In some ways, Capitol Reef National Park is the overlooked stepsister of Utah’s five national parks, overshadowed by Zion, Bryce, Arches and Canyonlands. That’s unfortunate, because Capitol Reef is a jewel. It takes its name from an immense uplifting of rock (that’s where the “reef” comes in) that occurred 65 million years ago. Over the millennia since then the layers of rock have eroded into multihued canyons, towering cliffs, and oddly shaped spires and monoliths. (The “Capitol” part comes from a prominent rock formation that looks like a capitol dome.)
On a trip to Capitol Reef, I had the good fortune to attend a park ranger talk about the native tribes that had once lived in this area. The ranger spoke in front of a sun-dappled red cliff on which petroglyphs had been chiseled hundreds of years ago. Midway through his presentation I realized that he was speaking of a sacred site—one whose meaning and origins are unclear, but a sacred site nevertheless.
The ranger told us that the prehistoric Fremont Culture existed between approximately AD 600 – 1300 in what is now Utah, Idaho, Colorado and Nevada. For many years anthropologists grouped this culture together with the Ancestral Puebloans, better known as the Anasazi. That designation has changed as archeological discoveries have proven that this group had its own distinct culture, one named “Fremont” after the river where their sites were discovered and first defined.
Rather than living in cliff dwellings, the Fremont Indians lived in pit houses that were dug into the ground and had a roof made of brush. While the Anasazi wore sandals made of plant fibers, the Fremont wore moccasins fashioned of animal hide. Their pottery was made in a different style as well. And most intriguing of all, the Fremont sites often contain small, human-shaped unfired clay figurines. The little figures have intricate details like ear bobs, necklaces, clothing, and hair and facial decorations. Their purpose is unknown, though it is speculated that they had ritual or religious significance, said the ranger. “And as you can see on this cliff face, these figures also appear in the petroglyphs created by the Fremont people,” he said.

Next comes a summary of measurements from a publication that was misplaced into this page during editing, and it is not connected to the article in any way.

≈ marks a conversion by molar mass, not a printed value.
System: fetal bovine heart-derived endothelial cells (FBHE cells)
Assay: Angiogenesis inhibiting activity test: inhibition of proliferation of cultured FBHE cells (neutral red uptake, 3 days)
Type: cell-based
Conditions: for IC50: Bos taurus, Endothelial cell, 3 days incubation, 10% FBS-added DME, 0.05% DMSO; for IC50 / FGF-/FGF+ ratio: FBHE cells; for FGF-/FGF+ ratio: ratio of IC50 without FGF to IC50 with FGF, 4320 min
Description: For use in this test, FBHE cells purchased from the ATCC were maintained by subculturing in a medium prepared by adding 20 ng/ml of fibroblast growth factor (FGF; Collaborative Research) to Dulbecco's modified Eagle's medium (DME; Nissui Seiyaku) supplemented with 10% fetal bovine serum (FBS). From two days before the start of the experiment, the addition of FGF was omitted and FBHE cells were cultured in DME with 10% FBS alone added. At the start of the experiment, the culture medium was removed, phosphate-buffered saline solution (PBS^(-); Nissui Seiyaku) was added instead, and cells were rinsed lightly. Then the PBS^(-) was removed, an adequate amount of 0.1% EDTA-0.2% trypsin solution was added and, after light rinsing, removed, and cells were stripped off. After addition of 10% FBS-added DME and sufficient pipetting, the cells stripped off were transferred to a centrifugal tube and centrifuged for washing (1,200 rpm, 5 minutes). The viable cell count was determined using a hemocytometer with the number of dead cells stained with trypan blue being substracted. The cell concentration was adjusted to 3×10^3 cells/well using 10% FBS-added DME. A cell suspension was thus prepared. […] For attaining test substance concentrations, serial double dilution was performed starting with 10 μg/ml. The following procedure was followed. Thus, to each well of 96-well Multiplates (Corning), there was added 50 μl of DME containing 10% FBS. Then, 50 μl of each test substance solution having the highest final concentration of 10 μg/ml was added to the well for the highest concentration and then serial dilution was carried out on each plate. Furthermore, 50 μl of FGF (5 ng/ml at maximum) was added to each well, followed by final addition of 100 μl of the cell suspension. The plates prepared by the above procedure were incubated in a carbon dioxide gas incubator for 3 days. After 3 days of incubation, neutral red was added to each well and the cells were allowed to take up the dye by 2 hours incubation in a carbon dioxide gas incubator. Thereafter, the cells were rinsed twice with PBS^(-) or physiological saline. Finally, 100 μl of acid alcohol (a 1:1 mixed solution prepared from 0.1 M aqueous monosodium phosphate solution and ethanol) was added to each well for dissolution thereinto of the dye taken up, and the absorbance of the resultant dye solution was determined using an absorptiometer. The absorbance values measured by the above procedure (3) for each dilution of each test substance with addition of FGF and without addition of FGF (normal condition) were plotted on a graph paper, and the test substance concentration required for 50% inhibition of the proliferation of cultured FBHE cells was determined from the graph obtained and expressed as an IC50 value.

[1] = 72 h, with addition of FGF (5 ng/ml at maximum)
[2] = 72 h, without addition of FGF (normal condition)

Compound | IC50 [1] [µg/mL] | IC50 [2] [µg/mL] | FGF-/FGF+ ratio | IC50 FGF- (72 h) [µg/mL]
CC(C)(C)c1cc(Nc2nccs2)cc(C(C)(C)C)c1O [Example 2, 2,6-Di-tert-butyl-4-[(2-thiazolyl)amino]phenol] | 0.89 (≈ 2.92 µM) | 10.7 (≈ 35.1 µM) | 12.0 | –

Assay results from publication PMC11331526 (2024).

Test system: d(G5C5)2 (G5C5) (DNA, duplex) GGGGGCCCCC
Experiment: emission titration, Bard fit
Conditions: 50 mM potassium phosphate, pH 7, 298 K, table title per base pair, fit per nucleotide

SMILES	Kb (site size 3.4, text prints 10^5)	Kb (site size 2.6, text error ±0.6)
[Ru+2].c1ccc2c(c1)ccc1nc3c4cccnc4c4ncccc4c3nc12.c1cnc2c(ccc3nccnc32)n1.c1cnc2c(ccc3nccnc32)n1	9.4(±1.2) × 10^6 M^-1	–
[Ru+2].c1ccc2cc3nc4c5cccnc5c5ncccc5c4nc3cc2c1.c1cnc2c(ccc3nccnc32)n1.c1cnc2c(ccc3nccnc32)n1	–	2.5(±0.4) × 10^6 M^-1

Looking up, the resemblance was indeed obvious. The forms marched across the rock face, with trapezoidal shaped bodies and stick arms, legs and fingers, many with the same ear bobs, headdresses and clothing details as the small figures that the ranger had shown us. In between the human figures were drawings that looked like the bighorn sheep that still roam the region.
The ranger said that the Fremont culture began to decline around 1150 and had disappeared by 1300, for reasons that are unknown. Because they left no written language, the meaning of their petroglyphs is unknown.
“A year ago we invited some Ute elders from the region to observe these petroglyphs closely to see if they could give us some clues as to the significance of the markings,” said the ranger. “They spent a long time conferring in front of the markings, and finally they admitted that they didn’t have a clue what they meant.”
So there you go—these markings will almost certainly remain a mystery. Perhaps the figures commemorate a hunting trip or migration. They may have been created before a hunt to bring good fortune or afterwards to commemorate a fallen warrior. I was most struck by the figures that looked like they were wearing large headdresses with horns. They appeared to be half-human, half-animal, a common motif in many prehistoric cultures.
We can only guess at the meanings of such petroglyphs, but I do know this. On that sunny afternoon, the figures seemed to have a vibrancy that belied their immense age. To me there is no doubt they were created for some sort of spiritual reason, for that place had all the hallmarks of a holy place. Thanks to the Fremont River that flows nearby, the cliffs are in an oasis of green filled with trees and singing birds, a place of refuge in a harsh and forbidding landscape. It is still a place to be refreshed, to pause, and to pray.
You can view the Fremont petroglyphs on Highway 24 in the middle of Capitol Reef National Park, a short distance to the east of the Visitor Center. More petroglyphs are visible throughout the park (ask at the ranger station for directions).